Technological and legal changes over the last generation have dealt employers an increasingly strong hand in setting the terms of their relationships with the people they hire. Regardless of whether you think that this is a good thing or a bad one, it’s hard to deny employers’ clout.
What’s less easy to see is the costs of exploiting that imbalance in power. They are worth considering. First, though, some background.
Evidence of the aggregate power shift can be easily seen in the changes to the conditions under which employment takes place today. In the U.S., wages have been largely stagnant for three decades, though productivity has risen. That means virtually all the benefits of higher worker productivity have accrued to employers.
Meanwhile, employers have reduced the financial burdens of providing employee security. The percentage of people in the U.S. working as contingent workers had risen to 40.4% of the U.S. workforce by 2010, according to a study by the Government Accounting Office, which also concluded that the contingent workforce level had been at 30.6% in 2005. (Admittedly, the so-called Great Recession fell in the years between those two dates, but 10 percentage points is a very large shift.) And obligations to the full-time workers who remain have been reduced as well. We’ve all seen how guaranteed pensions have been replaced by defined contribution accounts such as 401(k)s.
In IT, outsourcing continues unabated. And, as Computerworld’s Patrick Thibodeau has been reporting, some particularly aggressive companies are exploring new ways to press their advantages even in the terms under which their replaced workers depart.
Every manager walks into the office each morning holding some of the power that flows from just being an employer. You, as a manager, may not feel so powerful in your day-to-day interactions with your staff, but when it comes to dictating the terms of employment, you are. And you are probably under constant pressure to use that power to:
- Produce results
- Reduce short-term costs
- Minimize long-term obligations
The question for a manager of technical people is, “When and how should I use that power?” Because you have the power, you can use it whenever you want, but it may not be such a good idea to push too often or too hard.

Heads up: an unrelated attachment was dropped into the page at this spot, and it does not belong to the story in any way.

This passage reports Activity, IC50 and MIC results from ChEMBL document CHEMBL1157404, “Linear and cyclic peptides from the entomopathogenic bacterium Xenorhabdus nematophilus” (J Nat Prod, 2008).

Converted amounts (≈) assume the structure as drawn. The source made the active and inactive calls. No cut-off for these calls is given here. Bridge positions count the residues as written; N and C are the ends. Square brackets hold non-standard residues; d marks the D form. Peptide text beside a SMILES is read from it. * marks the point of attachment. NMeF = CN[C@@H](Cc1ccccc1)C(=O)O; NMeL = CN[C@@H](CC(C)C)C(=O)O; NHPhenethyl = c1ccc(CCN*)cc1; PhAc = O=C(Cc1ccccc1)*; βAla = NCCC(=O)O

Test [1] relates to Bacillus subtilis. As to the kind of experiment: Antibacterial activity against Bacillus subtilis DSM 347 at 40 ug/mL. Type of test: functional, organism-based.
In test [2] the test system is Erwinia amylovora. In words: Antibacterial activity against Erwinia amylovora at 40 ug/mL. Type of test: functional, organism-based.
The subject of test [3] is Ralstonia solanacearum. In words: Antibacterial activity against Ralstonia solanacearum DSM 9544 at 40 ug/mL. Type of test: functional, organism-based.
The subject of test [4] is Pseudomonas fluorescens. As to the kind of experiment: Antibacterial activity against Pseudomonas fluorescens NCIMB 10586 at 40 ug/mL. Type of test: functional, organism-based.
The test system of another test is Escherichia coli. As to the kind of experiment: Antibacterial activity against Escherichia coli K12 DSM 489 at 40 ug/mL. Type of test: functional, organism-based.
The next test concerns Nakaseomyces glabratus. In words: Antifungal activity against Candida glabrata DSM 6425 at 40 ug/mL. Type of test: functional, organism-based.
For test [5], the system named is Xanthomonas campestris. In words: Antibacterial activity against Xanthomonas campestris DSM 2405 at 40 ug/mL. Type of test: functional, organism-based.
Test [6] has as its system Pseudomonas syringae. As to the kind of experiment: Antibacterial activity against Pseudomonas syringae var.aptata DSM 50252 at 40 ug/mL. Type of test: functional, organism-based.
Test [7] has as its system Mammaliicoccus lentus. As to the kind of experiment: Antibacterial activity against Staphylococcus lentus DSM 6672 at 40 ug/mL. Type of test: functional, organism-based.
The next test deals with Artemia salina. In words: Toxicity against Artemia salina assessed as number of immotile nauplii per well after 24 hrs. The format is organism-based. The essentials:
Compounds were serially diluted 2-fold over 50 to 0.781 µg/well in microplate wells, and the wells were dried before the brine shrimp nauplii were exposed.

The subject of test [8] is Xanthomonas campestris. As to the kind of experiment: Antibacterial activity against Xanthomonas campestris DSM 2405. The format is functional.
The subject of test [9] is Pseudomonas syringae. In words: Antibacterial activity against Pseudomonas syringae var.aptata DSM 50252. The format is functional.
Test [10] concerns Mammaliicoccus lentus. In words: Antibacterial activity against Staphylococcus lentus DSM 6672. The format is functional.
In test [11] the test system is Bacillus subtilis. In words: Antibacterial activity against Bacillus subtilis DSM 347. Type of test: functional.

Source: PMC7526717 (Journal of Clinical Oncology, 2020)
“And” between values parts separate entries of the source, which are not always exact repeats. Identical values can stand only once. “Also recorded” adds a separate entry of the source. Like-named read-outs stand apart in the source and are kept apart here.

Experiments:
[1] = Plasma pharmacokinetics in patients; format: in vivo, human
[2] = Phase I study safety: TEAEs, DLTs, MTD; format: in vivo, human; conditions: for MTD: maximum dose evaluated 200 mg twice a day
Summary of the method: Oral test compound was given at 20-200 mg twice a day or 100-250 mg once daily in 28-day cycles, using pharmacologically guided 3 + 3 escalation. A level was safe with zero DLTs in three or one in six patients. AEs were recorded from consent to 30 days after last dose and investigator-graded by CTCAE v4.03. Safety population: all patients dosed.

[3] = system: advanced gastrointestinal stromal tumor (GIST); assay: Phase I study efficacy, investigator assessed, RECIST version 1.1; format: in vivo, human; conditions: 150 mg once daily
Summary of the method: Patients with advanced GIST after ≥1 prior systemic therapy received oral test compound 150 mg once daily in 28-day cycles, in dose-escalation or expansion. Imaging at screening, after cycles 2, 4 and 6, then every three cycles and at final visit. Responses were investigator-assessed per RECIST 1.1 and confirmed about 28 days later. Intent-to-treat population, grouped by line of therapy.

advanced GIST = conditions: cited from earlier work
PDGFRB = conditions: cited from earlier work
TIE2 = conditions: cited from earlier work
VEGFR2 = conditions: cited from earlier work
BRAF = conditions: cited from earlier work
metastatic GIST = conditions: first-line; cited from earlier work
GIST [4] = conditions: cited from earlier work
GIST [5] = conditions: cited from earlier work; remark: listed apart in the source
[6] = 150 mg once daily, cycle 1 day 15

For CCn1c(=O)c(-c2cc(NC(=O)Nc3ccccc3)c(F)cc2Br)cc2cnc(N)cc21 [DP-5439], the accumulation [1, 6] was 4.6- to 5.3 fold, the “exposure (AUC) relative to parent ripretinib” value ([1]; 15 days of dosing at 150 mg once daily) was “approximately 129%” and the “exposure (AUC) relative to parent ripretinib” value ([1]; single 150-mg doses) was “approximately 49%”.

That’s because exercising power is not a cost-free activity. You can coerce people into submitting to the conditions of employment (“It’s $10 an hour, take it or leave it.”), but you can’t control how they respond to being coerced. If you’re negotiating a one-time transaction, such as buying a new car, you may not care that the dealer’s sales manager will be offended by the tactics you use to squeeze an extra 1% out of the price. With luck, you’re never going to see him again.
But when you’re exercising power in an ongoing employment relationship, you should care a great deal about how the terms you dictate and the tactics you use make people feel. Their attitude toward the organization and you, their manager, directly affects the value they deliver as their part of the bargain.
This is especially true when you’re dealing with geeks. The work they do requires engagement, creativity, dedication and commitment. It follows, then, that negative feelings can cost a great deal in productivity and quality. A developer who feels that she is being paid less than her equally capable peers is unlikely to think creatively day and night about how to better architect your system. A support technician who fears that his job may be converted to a contract position is thinking more about where to get a new job than about how to make a user feel good. A contract project manager who has had his hourly rate cut may quit or do something even worse: tell everyone who will listen about his resentment and rage, spreading discontent like a virus among the staff.
This is not to say that you need to pay people outrageous, above-market salaries to avoid offending them. But you do need to think carefully about the consequences of dictating significant or frequent changes to the employment relationship. The value you lose may far exceed the costs you cut.